Hurricane Irma activates Jacksonville's riverfront

September 10, 2017

Seeking shelter from Hurricane Irma, the First Coast shrimping and fishing fleet brings a little nostalgia back to the days when downtown Jacksonville was known as being an active working waterfront.

In a strange twist of fate, the impending arrival of Hurricane Irma and the long abandoned piers of the defunct Jacksonville Shipyards have resulted in a bit of authentic Jacksonville returning to its historic downtown waterfront. Massive concrete piers built to complement the largest drydocks between Newport News and New Orleans, have become a key player in protecting the First Coast's shrimping and fishing fleet from Hurricane Irma. Roughly two dozen vessels normally docked in Mayport, Fernandina Beach and St. Augustine headed to the old Shipyards docks, due to them being more vulnerable to the hurricane if left exposed on the Atlantic coast.

As a result, long empty and underutilized riverfront frontage has been temporarily transformed into a scene of local maritime-related activity that has not been witnessed in Downtown Jacksonville in decades. While the scene is only visual and temporary, it does make one wonder if portions of the underutilized downtown riverfront should be carved out for interactive uses such as fishing, trawling and docking of commercial fishing vessels.

After all, according to the Florida Statutes (379.247), commercial trawling is permissible on the St. Johns River north of the Acosta Bridge. In addition, the river south of downtown is a popular destination for commercial crabbing. History has shown what can happen when we use public spaces to cluster complementing uses within a compact setting. Small nondescript places can become regional destinations, stimulating foot traffic leading to additional business opportunities, job creation and ultimately establishing an authentic and unique sense-of-place.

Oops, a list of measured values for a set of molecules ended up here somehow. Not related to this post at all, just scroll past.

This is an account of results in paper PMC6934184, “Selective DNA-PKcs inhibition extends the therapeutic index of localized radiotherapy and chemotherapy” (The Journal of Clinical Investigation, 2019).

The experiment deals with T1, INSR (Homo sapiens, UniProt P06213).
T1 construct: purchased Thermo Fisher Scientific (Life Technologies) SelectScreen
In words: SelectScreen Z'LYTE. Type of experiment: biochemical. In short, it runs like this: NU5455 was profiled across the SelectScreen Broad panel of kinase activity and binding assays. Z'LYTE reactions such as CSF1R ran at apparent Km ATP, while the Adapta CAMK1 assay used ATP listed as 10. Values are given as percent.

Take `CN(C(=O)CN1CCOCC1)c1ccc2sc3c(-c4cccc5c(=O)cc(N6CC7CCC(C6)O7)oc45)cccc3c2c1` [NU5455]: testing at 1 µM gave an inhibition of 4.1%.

San Francisco's Fisherman's Wharf

In San Francisco, Fisherman's Wharf has been the home base of that city's fishing fleet since the 19th century. Since the 1980s it's morphed into a well known tourist attraction as well. In Tarpon Springs, FL, the Anclote River has served as the community's Sponge Docks since the early 20th century. Now a popular destination for Tampa Bay area tourists, the Sponge Docks have evolved into a district where the maritime industry, entertainment, dining, and culture co-exist to celebrate the city's Greek heritage. As Jacksonville ponders what will ultimately become of its downtown riverfront, perhaps some consideration should be given to embracing the concepts of a working waterfront.

Tarpon Springs' Sponge Docks

Article by Ennis Davis, AICP. Davis is a certified senior planner and graduate of Florida A&M University. He is the author of the award winning books “Reclaiming Jacksonville,” “Cohen Brothers: The Big Store” and “Images of Modern America: Jacksonville.” Davis has served with various organizations committed to improving urban communities, including the American Planning Association and the Florida Trust for Historic Preservation. A 2013 Next City Vanguard, Davis is the co-founder of Metro and — two websites dedicated to promoting fiscally sustainable communities — and Transform Jax, a tactical urbanist group. Contact Ennis at

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